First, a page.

The Indian hemp, together with the smaller plant, spreading dogbane, is one of the slightly poisonous plants of America. It escapes being a menace to human life simply because there is little about the Indian hemp to invite a. human being to eat it. Bu1 cattle, horses, and sheep occasionally eat either the dried or the green leaves and suffer ill effects from a toxic ingredient called cymarin.

Indian Hemp.

Apocynum cannabinum L.

Summer Bottomlands. sands.

Indian hemp, however, seems to cause little alarm among stock raiser.-. The plant seldom grows in pastures or other land where livestock are allowed to graze. In sandy country, bottomland fields and on beaches, the deep tap roots of Indian hemp firmly fix themselves. The pinkish stem branches, bears blue-green, oval, tapering leaves with a whitish or pinkish midrib, and the flowers at the tops of the stems are produced in clusters. The flowers are small, bell-shaped, with five spreading petal divisions, and are somewhat fragrant. In the late summer, autumn, and all through the winter, as long as the dead stalks stand, the long, bean-like pod- of winged seeds remain. In the manner of milkweeds, the pods split and the seeds fluff out and fly away. The Indian hemp, in fact, is closely related to the milkweed- and has not only silky seeds hut an acrid milky juice. Yellow warblers and goldfinches are among the birds which make use of the Indian hemp fluff in their nests.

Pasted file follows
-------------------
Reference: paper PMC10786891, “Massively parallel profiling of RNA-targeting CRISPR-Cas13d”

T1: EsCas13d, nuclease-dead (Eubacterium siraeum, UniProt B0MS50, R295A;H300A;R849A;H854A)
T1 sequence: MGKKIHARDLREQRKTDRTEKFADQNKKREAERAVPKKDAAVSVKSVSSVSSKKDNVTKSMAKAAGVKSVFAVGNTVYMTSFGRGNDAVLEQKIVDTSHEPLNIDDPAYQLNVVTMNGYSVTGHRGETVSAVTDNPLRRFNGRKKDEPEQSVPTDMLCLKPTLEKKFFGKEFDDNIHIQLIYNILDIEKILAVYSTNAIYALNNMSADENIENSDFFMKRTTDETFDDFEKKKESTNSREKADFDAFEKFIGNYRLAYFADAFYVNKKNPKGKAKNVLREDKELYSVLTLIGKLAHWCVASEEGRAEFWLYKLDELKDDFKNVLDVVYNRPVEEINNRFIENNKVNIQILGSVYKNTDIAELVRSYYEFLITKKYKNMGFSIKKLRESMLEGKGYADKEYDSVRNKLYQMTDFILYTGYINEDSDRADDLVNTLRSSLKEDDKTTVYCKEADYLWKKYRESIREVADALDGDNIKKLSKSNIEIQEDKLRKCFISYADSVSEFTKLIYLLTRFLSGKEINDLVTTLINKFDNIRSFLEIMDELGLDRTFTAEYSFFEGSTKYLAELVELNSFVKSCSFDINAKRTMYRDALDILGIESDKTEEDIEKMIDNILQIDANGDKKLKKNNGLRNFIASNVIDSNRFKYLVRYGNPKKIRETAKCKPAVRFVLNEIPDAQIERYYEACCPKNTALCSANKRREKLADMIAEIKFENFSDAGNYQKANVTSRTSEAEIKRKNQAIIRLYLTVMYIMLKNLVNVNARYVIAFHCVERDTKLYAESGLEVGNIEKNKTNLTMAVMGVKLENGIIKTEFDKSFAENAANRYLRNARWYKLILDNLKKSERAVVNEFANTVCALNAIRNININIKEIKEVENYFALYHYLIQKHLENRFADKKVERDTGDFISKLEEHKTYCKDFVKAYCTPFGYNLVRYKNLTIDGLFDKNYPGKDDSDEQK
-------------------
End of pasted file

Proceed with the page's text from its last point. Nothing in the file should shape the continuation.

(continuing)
The silky ravels of fibers which split away from the -talk- also are used by birds tor their nests. In the past, these strong fibers were used tor cordage by Indians of the region.